Finding Fibert (Corylus avellana) by Jade Bisson

 Hazel nut trees.

Hazel nut trees.

Greetings! Thank you kind weather gods for this long, warm, dry fall! It is disgustingly perfect for collecting deliciously ripe edibles and being able to store them properly for winter. At this time of year, I like to look to my friends the squirrels for inspiration. These guys are pro-foragers and "storagers", as I like to call them. They know cold is coming and that now is the time to collect and save for thinner times. They know what's up! I should be more like a squirrel, really.

 Hazel fruit.

Hazel fruit.

Well today, the squirrel inside me stirred while I scavenged a near-by hazelnut tree for fallen fruit. Corylus avellana, the common Hazel, is not technically a 'wild' edible, but is so omnipresent that you can find them 'in the wild' on abandon homesteads or public parks, (note: we are not advertising trespassing here!). Many Hazel shrubs were planted as hedgerows to mark the boundary of a farm or property, which is why they are pretty common in all types of vegetation zones. Not to mention their wood is useful for fencing. An all around advantageous homestead plant! They reach about 3-8m tall and are usually surrounded by other Hazels, as they need cross-pollination to produce nuts. That is, you need a mommy and a daddy tree to make baby nuts, awwww..... Now, lets eat those babies, er, baby NUTS! The way to do it is to wait for the fruit to fall off the branch on their own. This is the time to make friends with squirrels, if you can. Seriously, these dudes are fast. They will devour all the nuts and leave none for you. Finders keepers. So, yes you have to be ahead of the squirrels and collect your bounty almost as soon as they fall. Wait until the nuts are good and dry before collecting. This means waiting until they turn brown. Fresh ones are green and wont ripen properly or taste good if picked this way.

 Baby collecting baby nuts.

Baby collecting baby nuts.

 The awesomest movie of all time: Willow, where hazel trees were used to make magic staffs.

The awesomest movie of all time: Willow, where hazel trees were used to make magic staffs.

Collect the nuts up from under the tree, let them dry for a few days and start a'crackin'! It is a tedious job, but well worth it as the flavor of freshly dried hazelnuts can't compare to store bought. To further the operation and make the flavor even more intense, carefully roast the cracked nuts in the oven or over a fire. In conclusion, if you want a tasty treat this fall, think like a squirrel, go 'nutting', as they say, and stash your little treasures up until a special occasion presents itself!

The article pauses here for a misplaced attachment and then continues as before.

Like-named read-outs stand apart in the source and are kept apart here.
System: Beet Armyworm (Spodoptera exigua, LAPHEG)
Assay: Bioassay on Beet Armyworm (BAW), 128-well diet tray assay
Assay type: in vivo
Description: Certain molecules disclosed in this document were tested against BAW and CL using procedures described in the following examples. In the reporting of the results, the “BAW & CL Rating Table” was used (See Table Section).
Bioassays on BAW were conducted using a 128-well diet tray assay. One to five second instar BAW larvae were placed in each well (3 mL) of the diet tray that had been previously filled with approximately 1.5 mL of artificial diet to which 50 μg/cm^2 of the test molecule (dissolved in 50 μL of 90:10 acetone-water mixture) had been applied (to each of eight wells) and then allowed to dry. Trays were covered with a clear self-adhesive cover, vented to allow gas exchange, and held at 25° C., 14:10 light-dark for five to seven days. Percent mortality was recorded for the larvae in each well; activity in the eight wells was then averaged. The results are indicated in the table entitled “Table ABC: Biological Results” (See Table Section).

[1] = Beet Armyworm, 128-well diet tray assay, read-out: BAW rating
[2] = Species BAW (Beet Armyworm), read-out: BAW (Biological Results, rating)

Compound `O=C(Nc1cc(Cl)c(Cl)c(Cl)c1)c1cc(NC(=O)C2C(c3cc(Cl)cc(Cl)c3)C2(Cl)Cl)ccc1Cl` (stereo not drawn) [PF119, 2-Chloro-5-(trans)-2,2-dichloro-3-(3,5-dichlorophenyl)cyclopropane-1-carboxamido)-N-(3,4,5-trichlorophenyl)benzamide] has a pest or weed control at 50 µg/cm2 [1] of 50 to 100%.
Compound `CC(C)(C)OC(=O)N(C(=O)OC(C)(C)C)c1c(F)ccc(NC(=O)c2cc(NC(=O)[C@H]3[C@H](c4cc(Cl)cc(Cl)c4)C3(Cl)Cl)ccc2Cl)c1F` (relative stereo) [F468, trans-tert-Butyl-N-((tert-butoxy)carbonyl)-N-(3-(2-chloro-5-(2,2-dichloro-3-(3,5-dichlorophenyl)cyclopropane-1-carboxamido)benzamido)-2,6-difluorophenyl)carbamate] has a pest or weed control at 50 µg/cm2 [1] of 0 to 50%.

PS Here are some interesting facts on Corylus avellana and it's fruits:

-Hazel was one of the more dominant trees after the last ice-age in northern and central Europe

-The wood of Corylus avellana has long been used to craft magical staffs or wands (please see the movie "Willow" for more details)

-Hazel fruits were the most important source of calories for out Neolithic ancestors!

-It is an excellent energy conductor and is used to make dowsing rods

-They are a rich source of monounsaturated fatty acids, making it an aphrodisiac food!

Oxalis oregana (Shamrocks)

 Sweet shades.

Sweet shades.

Now, let me introduce Oxalis oregana. As a species of the wood sorrel family, it goes by many names; Redwood sorrel, shamrocks, or just sorrel! Its got a definite tangy taste, like lemon, and is a great addition to salads or stir fries, or any other dish you are cooking up. Munching on a bit will give you a boost of vitamin C!

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Native to moist Douglas-fir and Coast Redwood forests, Oxalis oregana has long been collected by coastal First Nation tribes from South Western B.C, down to Northern California. The Cowlitz tribe of Northern Washington state harvests this species to make a poultice for sore eyes and as a remedy for a digestive tonic. The sour taste of the plant comes from the compound oxalic acid, which is also found in spinach. Steaming or boiling the plant will reduce the amount of oxalic acid, which can disrupt nutrient absorption (please don't eat too much RAW sorrel, or raw spinach for that matter!).